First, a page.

Self-Handicapping Processes and Sequelae

On the Taking of A Psychological Dive
  • C. R. Snyder
Part of the The Springer Series in Social / Clinical Psychology book series (SSSC)

Abstract

One of my most vivid childhood memories centers around a playground ritual that I repeatedly faced. Because my family moved frequently, I found myself having to meet a new group of peers at the beginning of each school year. Being a grade-school male, a typical ceremony involved taking the new kid (me) to the local vacant lot and having him fight a string of other males until a place in the pecking order was established. After a few of these “educational” squirmishes in which I fought my way up through several bouts until I had settled somewhere in the middle of the “male hierarchy,” I struck upon a new strategy. Instead of beginning at the bottom of the fighting hierarchy, I somehow saw that there might be advantages in starting right at the top. In other words, I expressly asked to fight the biggest, meanest kid in the entire schoolyard. And, of course, he pounded on me until he tired of this activity. But, much to my delight, I found that I did not have to fight any more. So, as I had vaguely hoped would be the case, there were some advantages to my psychological dive. Indeed, by picking the toughest kid on the playground, I not only shortened the entire sequence into one fight, but I also found that I was able to preserve some semblance of esteem and control in this very difficult situation. After all, who could be expected to succeed against such a gorilla? And, however long I did last in such a fight seemed like such a valiant effort against insurmountable odds.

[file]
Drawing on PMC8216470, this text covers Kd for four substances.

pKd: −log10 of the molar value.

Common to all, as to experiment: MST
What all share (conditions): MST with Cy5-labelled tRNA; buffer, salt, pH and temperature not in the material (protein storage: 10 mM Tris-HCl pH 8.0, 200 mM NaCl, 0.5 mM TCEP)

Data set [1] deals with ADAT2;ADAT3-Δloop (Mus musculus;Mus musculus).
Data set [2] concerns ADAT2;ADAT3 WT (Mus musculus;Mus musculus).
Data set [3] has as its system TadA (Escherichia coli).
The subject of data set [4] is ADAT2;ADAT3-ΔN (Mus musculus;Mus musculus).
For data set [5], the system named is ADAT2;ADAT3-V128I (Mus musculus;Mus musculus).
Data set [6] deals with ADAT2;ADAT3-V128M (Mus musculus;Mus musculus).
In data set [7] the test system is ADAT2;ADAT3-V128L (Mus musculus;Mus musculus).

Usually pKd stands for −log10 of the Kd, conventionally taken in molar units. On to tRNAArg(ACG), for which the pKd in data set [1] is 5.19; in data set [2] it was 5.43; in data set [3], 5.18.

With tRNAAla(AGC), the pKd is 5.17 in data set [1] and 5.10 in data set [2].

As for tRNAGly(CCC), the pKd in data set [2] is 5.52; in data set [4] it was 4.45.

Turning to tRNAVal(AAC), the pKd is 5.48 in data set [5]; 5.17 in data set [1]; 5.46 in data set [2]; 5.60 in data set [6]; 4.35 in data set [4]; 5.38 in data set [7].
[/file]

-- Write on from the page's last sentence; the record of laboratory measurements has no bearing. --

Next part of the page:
Keywords

Causal Linkage Negative Life Event Test Anxiety Personal Theory Social Psychology Bulletin 
These keywords were added by machine and not by the authors. This process is experimental and the keywords may be updated as the learning algorithm improves.

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Copyright information

© Springer Science+Business Media New York 1990

Authors and Affiliations

  • C. R. Snyder
    • 1
  1. 1.Department of PsychologyUniversity of KansasLawrenceUSA

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